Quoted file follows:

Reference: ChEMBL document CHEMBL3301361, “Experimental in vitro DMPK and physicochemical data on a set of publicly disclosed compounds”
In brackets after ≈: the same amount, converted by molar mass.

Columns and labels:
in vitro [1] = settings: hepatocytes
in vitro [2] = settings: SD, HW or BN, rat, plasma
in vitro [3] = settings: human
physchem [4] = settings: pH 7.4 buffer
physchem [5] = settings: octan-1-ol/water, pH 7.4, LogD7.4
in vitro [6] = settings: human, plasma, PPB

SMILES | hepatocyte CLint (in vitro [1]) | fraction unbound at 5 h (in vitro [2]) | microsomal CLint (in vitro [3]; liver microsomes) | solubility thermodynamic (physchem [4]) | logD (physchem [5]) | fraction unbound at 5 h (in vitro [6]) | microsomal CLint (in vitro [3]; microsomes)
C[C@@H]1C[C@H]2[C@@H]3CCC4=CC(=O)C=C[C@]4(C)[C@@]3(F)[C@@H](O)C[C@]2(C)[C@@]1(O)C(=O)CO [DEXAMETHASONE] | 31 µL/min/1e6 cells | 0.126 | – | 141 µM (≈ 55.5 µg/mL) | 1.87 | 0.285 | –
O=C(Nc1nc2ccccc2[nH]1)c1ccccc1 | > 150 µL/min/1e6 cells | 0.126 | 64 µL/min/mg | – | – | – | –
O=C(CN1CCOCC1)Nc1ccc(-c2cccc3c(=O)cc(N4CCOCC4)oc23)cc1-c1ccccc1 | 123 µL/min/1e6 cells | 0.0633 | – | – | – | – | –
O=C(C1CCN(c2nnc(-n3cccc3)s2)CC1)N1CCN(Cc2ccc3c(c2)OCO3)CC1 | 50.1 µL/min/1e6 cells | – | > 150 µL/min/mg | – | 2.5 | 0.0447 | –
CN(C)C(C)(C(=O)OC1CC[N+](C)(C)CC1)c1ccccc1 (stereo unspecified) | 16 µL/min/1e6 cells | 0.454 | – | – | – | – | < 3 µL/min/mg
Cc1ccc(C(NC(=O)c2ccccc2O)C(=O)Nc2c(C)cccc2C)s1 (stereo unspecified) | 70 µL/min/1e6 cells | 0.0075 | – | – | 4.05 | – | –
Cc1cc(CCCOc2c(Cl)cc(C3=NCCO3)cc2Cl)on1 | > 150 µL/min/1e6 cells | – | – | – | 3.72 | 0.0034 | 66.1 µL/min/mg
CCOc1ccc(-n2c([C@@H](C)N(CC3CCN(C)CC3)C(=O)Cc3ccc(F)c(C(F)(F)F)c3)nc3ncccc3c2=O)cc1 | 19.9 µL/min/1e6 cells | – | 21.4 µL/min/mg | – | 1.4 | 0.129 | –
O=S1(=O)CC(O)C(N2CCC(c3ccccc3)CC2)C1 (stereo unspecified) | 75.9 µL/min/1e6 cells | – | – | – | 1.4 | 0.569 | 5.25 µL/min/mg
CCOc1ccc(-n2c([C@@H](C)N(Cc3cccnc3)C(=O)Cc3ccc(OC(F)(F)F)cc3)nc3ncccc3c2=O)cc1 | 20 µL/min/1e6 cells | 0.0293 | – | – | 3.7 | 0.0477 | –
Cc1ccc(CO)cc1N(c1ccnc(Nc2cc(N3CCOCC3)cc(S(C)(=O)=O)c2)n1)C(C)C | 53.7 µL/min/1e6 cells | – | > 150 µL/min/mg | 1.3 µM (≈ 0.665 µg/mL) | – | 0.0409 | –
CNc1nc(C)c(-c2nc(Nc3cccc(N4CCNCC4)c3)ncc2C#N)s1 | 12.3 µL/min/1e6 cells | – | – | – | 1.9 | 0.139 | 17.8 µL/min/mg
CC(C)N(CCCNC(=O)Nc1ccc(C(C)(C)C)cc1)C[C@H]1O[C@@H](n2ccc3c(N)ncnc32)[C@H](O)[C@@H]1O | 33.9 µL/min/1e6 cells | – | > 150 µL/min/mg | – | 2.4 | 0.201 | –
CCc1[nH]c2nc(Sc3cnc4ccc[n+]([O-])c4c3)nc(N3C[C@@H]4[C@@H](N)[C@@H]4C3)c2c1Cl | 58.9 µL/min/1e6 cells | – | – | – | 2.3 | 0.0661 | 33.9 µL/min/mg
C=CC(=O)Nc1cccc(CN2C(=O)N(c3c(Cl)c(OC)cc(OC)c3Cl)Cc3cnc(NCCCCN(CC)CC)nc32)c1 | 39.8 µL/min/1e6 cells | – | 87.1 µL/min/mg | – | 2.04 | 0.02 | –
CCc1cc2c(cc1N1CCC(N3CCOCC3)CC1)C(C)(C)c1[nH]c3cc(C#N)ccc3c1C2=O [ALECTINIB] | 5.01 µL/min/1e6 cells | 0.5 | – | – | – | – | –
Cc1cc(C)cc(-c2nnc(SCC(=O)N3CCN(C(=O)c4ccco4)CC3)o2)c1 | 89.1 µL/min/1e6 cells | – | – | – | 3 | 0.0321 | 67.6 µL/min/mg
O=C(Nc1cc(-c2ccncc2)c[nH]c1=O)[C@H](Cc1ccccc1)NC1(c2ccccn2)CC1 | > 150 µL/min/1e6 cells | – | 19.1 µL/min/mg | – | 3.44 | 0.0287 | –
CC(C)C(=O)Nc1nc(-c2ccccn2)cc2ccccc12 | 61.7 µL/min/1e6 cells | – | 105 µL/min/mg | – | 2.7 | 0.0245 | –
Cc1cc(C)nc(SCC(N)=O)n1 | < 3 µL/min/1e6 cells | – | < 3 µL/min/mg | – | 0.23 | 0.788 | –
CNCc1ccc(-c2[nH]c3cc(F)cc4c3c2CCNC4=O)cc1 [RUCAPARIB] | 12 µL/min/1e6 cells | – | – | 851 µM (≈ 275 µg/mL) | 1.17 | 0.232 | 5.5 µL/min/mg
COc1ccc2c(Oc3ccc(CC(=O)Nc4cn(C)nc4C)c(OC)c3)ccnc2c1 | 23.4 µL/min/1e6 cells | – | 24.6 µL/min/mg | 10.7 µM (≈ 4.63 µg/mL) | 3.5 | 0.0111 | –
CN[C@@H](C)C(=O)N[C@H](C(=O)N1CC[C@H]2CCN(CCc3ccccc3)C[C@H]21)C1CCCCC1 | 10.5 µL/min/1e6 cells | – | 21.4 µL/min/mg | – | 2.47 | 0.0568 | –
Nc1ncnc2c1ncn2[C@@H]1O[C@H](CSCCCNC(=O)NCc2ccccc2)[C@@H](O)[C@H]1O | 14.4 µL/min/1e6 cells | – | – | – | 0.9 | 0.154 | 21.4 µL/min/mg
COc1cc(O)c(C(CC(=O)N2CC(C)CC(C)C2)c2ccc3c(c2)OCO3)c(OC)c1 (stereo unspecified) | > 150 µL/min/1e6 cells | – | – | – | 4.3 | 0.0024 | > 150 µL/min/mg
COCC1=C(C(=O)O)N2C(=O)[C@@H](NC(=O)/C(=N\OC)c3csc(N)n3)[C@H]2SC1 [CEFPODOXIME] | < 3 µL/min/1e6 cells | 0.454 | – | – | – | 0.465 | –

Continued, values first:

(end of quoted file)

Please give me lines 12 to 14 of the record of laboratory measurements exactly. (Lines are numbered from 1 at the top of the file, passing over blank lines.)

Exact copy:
O=C(Nc1nc2ccccc2[nH]1)c1ccccc1 | > 150 µL/min/1e6 cells | 0.126 | 64 µL/min/mg | – | – | – | –
O=C(CN1CCOCC1)Nc1ccc(-c2cccc3c(=O)cc(N4CCOCC4)oc23)cc1-c1ccccc1 | 123 µL/min/1e6 cells | 0.0633 | – | – | – | – | –
O=C(C1CCN(c2nnc(-n3cccc3)s2)CC1)N1CCN(Cc2ccc3c(c2)OCO3)CC1 | 50.1 µL/min/1e6 cells | – | > 150 µL/min/mg | – | 2.5 | 0.0447 | –